Joseph Warton Poems

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Joseph Warton
Joseph Warton (April, 1722 February 23, 1800) was an English academic and literary critic. He was born in Dunsfold, Surrey, England, but his family soon moved to Hampshire, where his father, the Reverend Thomas Warton, became vicar of Basingstoke. There, a few years later, Joseph's younger brother, the more famous Thomas Warton, was born. Their father later became an Oxford professor. Joseph was educated at Winchester College and at Oriel College, Oxford, and followed his father into the church, becoming curate of Winslade in 1748. In his early days Joseph wrote poetry, of which the most notable piece is The Enthusiast (1744), an early precursor of Romanticism. In 1755, he returned to his old school to teach, and from 1766 to 1793 was its headmaster, but it was a role in which he did not distinguish himself. His career as a critic was always more illustrious, and he published editions of classical poets such as Virgil as well as English poets including John Dryden. Like his brother, he was a friend of Samuel Johnson.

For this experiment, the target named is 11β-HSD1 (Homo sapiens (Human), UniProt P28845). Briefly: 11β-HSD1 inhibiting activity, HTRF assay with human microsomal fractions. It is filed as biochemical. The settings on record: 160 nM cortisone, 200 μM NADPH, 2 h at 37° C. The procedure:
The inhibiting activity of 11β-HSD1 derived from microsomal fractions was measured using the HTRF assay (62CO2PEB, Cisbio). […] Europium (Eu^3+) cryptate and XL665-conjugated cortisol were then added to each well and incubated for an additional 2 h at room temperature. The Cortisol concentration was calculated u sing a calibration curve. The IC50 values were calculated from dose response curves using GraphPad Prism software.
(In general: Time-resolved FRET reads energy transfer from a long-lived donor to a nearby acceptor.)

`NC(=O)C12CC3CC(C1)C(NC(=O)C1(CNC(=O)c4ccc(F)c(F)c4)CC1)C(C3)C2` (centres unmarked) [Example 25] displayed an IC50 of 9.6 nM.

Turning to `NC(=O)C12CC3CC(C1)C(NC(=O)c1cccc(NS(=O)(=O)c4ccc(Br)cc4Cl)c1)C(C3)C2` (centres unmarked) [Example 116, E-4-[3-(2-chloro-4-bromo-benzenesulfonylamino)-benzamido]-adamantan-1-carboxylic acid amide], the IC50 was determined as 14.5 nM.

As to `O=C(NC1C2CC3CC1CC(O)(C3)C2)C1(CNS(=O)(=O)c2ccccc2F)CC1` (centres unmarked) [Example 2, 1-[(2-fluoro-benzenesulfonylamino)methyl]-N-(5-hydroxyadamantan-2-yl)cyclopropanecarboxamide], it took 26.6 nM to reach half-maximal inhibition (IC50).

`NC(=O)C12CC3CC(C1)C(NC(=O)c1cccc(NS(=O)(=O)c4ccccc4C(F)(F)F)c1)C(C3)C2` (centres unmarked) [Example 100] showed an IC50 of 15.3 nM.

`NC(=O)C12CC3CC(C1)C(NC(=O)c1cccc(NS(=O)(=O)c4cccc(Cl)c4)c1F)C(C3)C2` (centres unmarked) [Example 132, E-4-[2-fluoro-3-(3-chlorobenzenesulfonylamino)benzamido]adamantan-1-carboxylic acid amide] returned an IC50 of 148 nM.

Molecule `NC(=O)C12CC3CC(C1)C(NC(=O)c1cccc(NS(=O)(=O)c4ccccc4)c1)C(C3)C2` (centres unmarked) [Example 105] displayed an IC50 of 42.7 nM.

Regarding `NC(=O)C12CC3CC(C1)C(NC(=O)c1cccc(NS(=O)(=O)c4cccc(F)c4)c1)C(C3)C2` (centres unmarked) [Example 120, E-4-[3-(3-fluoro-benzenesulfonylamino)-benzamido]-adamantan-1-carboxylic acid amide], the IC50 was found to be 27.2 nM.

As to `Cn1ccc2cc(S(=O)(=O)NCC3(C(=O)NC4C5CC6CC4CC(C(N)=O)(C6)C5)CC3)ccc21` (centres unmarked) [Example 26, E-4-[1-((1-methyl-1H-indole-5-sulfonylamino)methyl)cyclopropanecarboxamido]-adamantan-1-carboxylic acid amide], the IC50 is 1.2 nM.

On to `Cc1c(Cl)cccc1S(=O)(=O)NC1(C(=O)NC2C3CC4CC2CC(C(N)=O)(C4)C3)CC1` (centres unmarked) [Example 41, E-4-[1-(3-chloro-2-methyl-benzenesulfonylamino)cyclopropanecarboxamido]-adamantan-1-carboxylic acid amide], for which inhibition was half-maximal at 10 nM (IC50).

the enthusiast: or, the lover of nature
Happy the first of men, ere yet confin'd
To smoky cities; who in sheltering groves,
Warm c... [read poem]
Fish (fly-replete, in depth of June,
Dawdling away their wat'ry noon)
Ponder deep wisdom, ... [read poem]
1914 ii. safety
Dear! of all happy in the hour, most blest
He who has found our hid security,
Assured ... [read poem]
sonnet reversed
Hand trembling towards hand; the amazing lights
Of heart and eye. They stood on supreme heights... [read poem]
tiare tahiti
Mamua, when our laughter ends,
And hearts and bodies, brown as white,
Are dust about the d... [read poem]
1914 v. the soldier
If I should die, think only this of me:
That there's some corner of a foreign field
Th... [read poem]
the old vicarage, grantchester
(Café des Westens, Berlin, May 1912)

Just now the lilac is in bloom,
... [read poem]
1914 iv. the dead
These hearts were woven of human joys and cares,
Washed marvellously with sorrow, swift to ... [read poem]
1914 iii. the dead
Blow out, you bugles, over the rich Dead!
There's none of these so lonely and poor of old,... [read poem]
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